Tuesday, August 03, 2010

Tuesday Morning Links

- The Straight's Charlie Smith points out one important difference between the current political landscape and the one in which the Libs had their success in the mid-90s: rather than being able to rely on the pattern of opposite votes provincially and federally, they're stuck with tired provincial governments in Canada's three largest provinces.

Of course, one can fairly say that the provincial Libs in both Quebec and B.C. are somewhat less than fully identified with the federal party. But that only figures to create more problems: after all, lower-information voters may be less likely to note the difference, while those with greater involvement are split between multiple federal parties among already-shrinking pools of provincial support.

- Juxtaposition for the day: Vic Toews' statement on why he wants rape to be separated from other sexual assaults in criminal law:
Public Safety Minister Vic Toews said earlier this year that the 1983 replacement of ‘rape' in the code with the broader term ‘sexual assault' created a “general basket description that causes all kinds of problems.”

Mr. Toews told a Senate committee that the change was “perhaps the biggest mistake in criminal law that the Parliament of Canada has ever made.”
And to see what Toews considers to be a serious mistake, the reason why the division was eliminated in the first place:
Ms. Kane, senior general counsel, co-authored briefing material for Justice Minister Rob Nicholson two days later that referred derisively to the “old, antiquated and narrow offence of rape.”

“The replacement of the antiquated rape offence by the current sexual assault offences reflects the reality that the sexual integrity of any and every victim can be violated by any form of non-consensual sexual activity.”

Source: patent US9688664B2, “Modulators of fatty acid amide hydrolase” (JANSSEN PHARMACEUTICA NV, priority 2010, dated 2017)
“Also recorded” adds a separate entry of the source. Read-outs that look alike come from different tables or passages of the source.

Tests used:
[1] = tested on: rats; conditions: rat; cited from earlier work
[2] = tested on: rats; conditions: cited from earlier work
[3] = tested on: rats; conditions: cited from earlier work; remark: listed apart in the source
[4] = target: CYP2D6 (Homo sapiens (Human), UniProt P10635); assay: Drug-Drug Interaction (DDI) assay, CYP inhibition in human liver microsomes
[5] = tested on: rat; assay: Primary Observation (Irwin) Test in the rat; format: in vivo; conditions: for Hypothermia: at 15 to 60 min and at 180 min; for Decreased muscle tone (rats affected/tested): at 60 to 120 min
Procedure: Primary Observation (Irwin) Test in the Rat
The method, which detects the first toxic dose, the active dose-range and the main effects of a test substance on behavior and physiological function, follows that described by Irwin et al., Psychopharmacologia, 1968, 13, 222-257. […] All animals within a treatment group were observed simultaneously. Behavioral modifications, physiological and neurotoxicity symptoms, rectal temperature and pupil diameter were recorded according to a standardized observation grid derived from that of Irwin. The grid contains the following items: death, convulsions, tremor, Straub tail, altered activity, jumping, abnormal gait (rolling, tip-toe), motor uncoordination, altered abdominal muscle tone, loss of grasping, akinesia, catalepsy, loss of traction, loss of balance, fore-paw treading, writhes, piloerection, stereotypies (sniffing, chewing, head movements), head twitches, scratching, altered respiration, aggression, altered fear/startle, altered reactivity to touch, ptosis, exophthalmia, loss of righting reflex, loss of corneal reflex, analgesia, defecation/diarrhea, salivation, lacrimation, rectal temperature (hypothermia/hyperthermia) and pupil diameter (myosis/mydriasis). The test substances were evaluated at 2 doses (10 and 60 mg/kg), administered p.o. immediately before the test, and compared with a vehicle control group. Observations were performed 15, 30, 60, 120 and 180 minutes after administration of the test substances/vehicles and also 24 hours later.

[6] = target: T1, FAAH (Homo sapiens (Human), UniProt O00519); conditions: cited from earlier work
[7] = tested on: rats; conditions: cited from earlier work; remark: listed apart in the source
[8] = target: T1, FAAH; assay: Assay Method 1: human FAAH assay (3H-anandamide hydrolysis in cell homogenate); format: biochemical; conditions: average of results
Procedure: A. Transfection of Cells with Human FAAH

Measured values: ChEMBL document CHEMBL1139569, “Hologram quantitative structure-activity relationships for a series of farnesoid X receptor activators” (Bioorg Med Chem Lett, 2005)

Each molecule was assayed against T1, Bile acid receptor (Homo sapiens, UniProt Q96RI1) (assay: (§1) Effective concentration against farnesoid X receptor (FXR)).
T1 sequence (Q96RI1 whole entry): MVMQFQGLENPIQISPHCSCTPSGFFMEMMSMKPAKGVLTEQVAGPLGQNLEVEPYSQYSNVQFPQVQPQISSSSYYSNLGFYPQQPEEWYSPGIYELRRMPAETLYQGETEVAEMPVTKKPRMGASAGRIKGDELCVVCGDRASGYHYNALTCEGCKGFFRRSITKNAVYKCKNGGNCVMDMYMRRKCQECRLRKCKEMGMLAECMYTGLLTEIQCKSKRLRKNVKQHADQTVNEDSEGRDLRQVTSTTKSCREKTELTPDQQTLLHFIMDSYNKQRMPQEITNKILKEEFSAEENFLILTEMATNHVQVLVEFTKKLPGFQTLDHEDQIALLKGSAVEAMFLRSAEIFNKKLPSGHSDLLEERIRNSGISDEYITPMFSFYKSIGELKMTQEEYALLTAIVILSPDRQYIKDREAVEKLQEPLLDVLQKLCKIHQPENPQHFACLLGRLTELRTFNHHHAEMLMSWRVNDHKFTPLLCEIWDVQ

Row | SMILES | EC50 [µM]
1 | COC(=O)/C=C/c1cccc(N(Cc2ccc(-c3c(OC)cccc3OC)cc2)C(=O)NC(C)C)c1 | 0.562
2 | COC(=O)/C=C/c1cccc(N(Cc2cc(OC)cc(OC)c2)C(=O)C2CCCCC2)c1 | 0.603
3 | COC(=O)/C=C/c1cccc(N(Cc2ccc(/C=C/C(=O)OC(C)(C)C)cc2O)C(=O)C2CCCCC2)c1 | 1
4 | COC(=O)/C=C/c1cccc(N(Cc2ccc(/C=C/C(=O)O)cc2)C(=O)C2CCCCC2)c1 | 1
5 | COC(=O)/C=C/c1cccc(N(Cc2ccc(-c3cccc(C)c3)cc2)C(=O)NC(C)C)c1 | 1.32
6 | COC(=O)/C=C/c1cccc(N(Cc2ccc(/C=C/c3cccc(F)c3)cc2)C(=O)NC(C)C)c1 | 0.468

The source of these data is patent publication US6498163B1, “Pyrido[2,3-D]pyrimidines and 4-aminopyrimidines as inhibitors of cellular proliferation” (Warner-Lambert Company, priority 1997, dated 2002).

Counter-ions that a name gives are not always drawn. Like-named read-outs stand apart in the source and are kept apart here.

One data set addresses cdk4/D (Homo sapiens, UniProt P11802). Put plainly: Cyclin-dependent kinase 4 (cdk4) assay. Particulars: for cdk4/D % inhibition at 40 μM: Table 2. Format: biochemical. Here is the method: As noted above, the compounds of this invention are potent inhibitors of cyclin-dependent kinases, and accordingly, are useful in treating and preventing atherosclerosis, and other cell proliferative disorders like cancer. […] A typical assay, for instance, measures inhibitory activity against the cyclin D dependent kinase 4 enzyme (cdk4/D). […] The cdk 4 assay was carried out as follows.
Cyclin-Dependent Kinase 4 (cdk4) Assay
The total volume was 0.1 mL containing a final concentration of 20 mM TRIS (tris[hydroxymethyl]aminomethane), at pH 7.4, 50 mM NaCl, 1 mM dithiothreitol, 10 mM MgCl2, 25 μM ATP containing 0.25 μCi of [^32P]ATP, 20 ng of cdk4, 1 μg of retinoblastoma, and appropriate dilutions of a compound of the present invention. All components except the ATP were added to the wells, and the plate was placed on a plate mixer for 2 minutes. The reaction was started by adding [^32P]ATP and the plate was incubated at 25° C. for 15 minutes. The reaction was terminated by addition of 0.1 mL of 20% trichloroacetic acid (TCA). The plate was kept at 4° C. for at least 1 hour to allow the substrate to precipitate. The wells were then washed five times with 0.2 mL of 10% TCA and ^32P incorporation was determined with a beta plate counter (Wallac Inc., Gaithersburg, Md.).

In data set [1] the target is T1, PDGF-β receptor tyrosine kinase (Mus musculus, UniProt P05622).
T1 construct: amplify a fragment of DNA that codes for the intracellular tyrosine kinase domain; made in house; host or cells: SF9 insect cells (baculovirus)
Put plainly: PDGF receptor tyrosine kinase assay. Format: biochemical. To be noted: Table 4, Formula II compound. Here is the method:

“The repeal of the rape offence was also accompanied by significant criminal law reforms to do away with outdated rules, myths and stereotypes,” Ms. Kane wrote in her advice to the justice minister.
But don't worry: the Cons are surely looking for other outdated rules, myths and stereotypes to entrench in law instead.

- Armine Yalnizyan frames this week's meeting of the Council of the Federation as a chance for premiers to step up to save Canada's census:
Now we need more than a hero, more than someone who says no. We need leaders. Elected officials who will capture in clear and resonant language what is at stake for Canadians everywhere, and define what we are saying yes to.

That voice could come from any point of the compass in this land of sensible counters and take-no-guff pragmatists.

Can the provincial leaders fix the census mess? Perhaps. If so, it will be because statesmanship eclipsed brinksmanship. And that's the type of leadership all Canadians want.
- And finally, Postmedia's Andrew Mayeda reports on the dangers of Arctic oil development, featuring both a 3-year time frame to drill a relief well in the event of a spill, and a complete lack of equipment available to do the job. But don't worry: the Cons' constant bleating that any criticism of their offshore drilling policy is anti-Canadian will surely prevent any harm.

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